Additional Links

Back to the 1950s

The Pershing Missile System and the Cold War


In 1949 the formation of the North Atlantic Treaty Organization virtually guaranteed the continuing presence of the United State Army in Europe as a bulwark against what was perceived as a real possibility of military expansion by the Soviet Union. From that time on, the US Army provided soldiers and their weapons to strengthen a war-ravaged Europe and to demonstrate the United States’ commitment to economic and social recovery without the threat of communism.

At the end of WWII, the United State Army went on a search for the German scientists behind Nazi Germany’s ambitious rocket program. American planners recognized the potential of weapons like the V-2, which had been launched from continental Europe against Allied targets. “Operation Paperclip” netted some 130 former German scientists and engineers, along with enough V-2 parts to construct some 80 complete V-2 rockets.

These specialists along with 500 US personnel were emplaced at Ft. Bliss, Texas and later moved to Huntsville Alabama, in an effort to shape America’s first missile program. The missile to be developed was to carry a nuclear warhead, in light of the Soviet Union’s newly-developed nuclear capabilities.

The result of their efforts was the Redstone missile. Developed in the early 50’s, Redstone was finally deployed to US Army units in June of 1958.

The original Pershing missile was conceived in 1957 by the Advanced Ballistic Missile Agency. That agency’s intent was to replace the aging Redstone missile. The Redstone was a major technological advancement for its era, but was large, cumbersome and not especially mobile. It also needed special fuel handling techniques for its liquid propelled rocket motors. The ABMA wanted a design which was smaller than the Redstone but with greater range and increased reliability.

The Pershing “land train” became the integral part of the first Pershing battalion activated in March 1963, at Fort Sill, Oklahoma. The first Pershing battalion was the 2nd Bn,44th Field Artillery, commanded by Lt. Col. Patrick W. Powers. Later, the battalion was redesignated the 1st Bn 41st FA, and later redesignated 4th Bn 41st FA . This battalion was then assigned to 7th Army in Germany, and headquartered in Schwaebisch Gmuend, Germany. The 4th Bn 41st FA was followed in the summer of 1964 by the 1st Battalion 81st Field Artillery, originally garrisoned in the little town of Wackernheim, a few clicks outside of Mainz, and then moved to Neu Ulm in 1968.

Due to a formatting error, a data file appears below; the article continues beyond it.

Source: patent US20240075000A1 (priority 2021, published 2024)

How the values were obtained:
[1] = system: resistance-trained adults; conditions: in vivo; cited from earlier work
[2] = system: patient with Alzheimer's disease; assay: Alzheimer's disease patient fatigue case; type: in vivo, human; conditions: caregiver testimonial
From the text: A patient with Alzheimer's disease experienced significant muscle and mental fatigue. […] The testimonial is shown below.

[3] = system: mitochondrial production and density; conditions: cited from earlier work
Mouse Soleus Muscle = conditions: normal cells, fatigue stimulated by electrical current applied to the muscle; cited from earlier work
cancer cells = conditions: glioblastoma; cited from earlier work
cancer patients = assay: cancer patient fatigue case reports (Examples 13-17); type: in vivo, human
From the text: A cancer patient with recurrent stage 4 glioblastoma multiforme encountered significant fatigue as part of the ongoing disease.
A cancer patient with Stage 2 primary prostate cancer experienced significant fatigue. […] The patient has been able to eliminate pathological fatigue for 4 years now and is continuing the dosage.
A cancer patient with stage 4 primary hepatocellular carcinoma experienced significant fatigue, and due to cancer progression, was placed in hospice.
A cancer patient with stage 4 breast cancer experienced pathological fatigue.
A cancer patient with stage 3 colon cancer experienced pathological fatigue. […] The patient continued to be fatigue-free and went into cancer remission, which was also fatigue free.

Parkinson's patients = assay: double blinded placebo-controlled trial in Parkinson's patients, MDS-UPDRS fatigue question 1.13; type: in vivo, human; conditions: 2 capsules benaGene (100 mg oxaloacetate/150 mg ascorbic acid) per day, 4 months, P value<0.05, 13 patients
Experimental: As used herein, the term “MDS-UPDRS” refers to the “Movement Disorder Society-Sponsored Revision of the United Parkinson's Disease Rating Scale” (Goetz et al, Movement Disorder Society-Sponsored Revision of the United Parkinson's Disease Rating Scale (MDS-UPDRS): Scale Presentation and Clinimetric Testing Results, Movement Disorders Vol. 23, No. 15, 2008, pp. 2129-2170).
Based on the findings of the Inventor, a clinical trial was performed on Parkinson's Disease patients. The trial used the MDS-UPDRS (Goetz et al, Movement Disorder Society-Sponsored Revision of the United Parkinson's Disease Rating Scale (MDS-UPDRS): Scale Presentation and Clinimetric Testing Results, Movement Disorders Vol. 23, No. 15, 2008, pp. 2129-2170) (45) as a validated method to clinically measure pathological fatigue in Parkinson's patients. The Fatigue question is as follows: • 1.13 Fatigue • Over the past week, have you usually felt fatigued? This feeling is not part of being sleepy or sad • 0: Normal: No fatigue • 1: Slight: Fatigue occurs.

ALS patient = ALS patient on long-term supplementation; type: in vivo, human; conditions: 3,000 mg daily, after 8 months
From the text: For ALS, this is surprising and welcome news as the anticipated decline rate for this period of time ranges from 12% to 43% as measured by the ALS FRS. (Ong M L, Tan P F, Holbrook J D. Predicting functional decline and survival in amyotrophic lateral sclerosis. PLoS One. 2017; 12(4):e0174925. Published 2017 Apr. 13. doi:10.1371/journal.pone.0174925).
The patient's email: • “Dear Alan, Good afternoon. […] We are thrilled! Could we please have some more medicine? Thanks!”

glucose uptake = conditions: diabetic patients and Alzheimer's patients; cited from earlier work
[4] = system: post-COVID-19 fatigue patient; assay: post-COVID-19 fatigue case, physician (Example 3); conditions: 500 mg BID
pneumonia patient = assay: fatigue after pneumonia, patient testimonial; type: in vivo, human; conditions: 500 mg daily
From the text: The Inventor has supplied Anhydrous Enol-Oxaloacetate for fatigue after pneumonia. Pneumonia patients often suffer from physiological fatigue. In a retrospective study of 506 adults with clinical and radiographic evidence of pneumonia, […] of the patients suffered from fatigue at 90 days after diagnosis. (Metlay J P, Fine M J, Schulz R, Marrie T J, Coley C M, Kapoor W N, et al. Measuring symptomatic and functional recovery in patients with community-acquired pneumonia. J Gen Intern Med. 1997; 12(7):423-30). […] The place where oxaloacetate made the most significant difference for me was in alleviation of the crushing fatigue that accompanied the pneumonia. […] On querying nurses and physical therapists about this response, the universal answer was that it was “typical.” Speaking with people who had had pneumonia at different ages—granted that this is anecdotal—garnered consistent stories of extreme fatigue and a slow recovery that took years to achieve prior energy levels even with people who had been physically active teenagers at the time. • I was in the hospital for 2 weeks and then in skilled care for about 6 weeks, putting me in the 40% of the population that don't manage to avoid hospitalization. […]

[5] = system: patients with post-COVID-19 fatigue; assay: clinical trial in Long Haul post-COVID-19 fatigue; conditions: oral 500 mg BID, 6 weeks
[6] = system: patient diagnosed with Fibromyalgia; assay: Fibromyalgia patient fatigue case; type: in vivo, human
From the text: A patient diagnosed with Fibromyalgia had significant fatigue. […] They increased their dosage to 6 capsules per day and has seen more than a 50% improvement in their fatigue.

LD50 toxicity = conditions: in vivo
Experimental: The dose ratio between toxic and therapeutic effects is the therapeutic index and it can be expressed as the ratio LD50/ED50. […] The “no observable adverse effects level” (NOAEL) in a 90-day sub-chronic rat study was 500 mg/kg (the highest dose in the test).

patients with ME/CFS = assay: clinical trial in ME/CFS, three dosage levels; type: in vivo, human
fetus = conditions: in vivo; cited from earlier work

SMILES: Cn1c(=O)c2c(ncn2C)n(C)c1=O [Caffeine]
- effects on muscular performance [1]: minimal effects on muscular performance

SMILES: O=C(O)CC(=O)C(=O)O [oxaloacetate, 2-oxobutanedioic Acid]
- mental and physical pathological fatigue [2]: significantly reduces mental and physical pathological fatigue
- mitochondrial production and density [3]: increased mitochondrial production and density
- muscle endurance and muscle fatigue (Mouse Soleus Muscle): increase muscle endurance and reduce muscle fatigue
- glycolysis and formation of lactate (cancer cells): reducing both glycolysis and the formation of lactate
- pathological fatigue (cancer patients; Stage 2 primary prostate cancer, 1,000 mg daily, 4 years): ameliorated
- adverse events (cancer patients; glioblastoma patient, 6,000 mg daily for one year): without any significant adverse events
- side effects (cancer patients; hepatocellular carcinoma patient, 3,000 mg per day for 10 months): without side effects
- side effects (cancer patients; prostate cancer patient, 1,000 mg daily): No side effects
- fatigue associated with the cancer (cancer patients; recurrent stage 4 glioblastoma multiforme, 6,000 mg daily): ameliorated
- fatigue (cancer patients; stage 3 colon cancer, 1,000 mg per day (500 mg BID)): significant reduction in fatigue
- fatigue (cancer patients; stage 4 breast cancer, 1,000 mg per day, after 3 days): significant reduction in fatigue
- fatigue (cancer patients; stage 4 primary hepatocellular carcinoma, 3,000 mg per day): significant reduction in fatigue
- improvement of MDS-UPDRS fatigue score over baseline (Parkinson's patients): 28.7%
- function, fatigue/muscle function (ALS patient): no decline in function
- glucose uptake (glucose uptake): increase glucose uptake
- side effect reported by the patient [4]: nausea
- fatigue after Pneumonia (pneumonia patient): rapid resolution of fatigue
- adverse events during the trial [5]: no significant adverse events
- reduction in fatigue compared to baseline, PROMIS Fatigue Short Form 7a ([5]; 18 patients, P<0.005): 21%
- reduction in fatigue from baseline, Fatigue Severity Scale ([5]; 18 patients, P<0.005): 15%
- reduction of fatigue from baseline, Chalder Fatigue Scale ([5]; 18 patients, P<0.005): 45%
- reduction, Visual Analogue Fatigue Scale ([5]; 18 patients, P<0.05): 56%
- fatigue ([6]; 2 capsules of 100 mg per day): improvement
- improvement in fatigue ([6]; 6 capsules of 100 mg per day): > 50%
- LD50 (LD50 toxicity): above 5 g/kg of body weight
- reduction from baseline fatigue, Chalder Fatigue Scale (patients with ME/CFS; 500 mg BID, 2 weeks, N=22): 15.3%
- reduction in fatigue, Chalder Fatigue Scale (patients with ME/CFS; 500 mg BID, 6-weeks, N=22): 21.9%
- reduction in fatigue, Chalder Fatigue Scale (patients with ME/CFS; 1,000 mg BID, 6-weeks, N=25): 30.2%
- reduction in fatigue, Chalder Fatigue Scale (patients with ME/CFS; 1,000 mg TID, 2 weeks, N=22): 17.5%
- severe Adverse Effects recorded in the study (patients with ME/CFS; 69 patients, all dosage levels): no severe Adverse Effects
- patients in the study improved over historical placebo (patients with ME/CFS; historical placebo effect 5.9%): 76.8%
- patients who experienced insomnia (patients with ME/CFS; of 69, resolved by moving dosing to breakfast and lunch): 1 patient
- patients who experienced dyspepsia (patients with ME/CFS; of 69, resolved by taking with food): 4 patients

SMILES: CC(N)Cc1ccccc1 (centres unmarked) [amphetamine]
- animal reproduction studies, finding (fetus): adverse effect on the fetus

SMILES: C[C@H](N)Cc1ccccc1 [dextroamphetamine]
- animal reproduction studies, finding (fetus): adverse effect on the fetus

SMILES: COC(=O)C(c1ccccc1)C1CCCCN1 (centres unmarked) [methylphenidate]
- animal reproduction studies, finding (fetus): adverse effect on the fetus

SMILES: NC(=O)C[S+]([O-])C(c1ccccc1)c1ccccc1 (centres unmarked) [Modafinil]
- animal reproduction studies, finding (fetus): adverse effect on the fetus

The third battalion to deploy to Europe with the Pershing system was the 3rd Bn 84th FA. in May of 1965 to Neckarsulm, Germany. All three battalions were assigned to the 56th Field Artillery Group in the command structure.

In 1965 Pershing units assumed an additional role in support of the nuclear deterrence mission of NATO. The three units were given the mission of Quick Reaction Alert which required a portion of each unit to maintain the highest level of combat readiness and be prepared to fulfill its wartime mission in a short time. Because of the increased requirements of this mission, the Army began an upgrade of Pershing I. At the same time, the Army authorized an increase in the number of launchers in each battalion from four to 36.

In September of 1970, the 56th Field Artillery Group became the 56th Field Artillery Brigade. The new brigade commanded the 1st Bn 41st FA, 1st Bn 81st FA, and 3rd Bn 84th FA Pershing firing battalions. The 2nd Bn 4th Infantry became part of the 56th FA Bde. The 2nd Bn, 4th Inf provided the infantry defensive support the units required. The 56th FA Brigade was supported by many other units that provided everything from Medical to Logisitcal support.